Shrewd investors want to know and trust the development company they are buying from.  It’s an essential part of their due diligence process.  Along with an understanding of the structure and the financials of the specific project.

With majority of Mixed-use and PBSA property investments purchased off-plan, or at least early on in construction, carrying out due diligence is fundamental.

In the list above I’ve cover a few aspects on why some potential investors think and feel differently about buying directly from a developer, particularly off-plan.  There’s a lot more to get your head around, compared to just buying a house or flat to rent out.

Having a developer due diligence check-list to fulfil, it’ll soon become transparent to whether the development company ticks the right boxes and ‘has you covered’.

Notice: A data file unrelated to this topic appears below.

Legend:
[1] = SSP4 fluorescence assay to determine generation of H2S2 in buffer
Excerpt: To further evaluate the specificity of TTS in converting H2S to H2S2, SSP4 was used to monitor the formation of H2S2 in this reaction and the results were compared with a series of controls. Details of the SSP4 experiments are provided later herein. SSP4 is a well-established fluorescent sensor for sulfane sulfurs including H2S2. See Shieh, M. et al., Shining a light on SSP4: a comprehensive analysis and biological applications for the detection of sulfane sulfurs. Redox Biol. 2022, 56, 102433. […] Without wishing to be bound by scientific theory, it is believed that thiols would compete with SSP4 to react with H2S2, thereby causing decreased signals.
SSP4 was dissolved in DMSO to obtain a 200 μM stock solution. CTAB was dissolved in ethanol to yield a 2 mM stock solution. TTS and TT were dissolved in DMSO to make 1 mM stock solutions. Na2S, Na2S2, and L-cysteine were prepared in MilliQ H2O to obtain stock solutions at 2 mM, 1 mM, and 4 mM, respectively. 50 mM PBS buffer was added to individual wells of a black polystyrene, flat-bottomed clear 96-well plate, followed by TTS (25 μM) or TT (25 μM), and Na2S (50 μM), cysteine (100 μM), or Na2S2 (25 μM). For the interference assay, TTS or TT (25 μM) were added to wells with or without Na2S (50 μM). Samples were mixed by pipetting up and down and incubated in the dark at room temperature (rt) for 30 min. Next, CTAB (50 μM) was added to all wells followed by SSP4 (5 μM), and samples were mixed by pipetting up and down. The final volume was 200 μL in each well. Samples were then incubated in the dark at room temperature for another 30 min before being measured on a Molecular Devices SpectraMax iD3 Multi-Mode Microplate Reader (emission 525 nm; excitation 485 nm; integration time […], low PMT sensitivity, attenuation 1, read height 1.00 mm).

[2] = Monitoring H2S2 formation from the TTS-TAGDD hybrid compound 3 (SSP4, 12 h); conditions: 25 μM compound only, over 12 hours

Read Article: The importance of project and developer due diligence for a property investment company

What is a property development company?

A property developer or property development company specialises in new build property and renovations of an existing building, for example, renovating an office block into residential apartments.

The property developer will be involved in finding funding, buying land, seeking planning permission approval, appointing the architect and construction company, funding the build of the project and appointing the property investment company that will sell the individual units.

Also, depending if experts in mixed-use or PBSA, they will partner with a specialist management company to ensure maximum returns for their investors, along with a specialist legal team to ensure contracts are airtight for both parties – themselves and their investors.

What you should look for to know a property development company is good?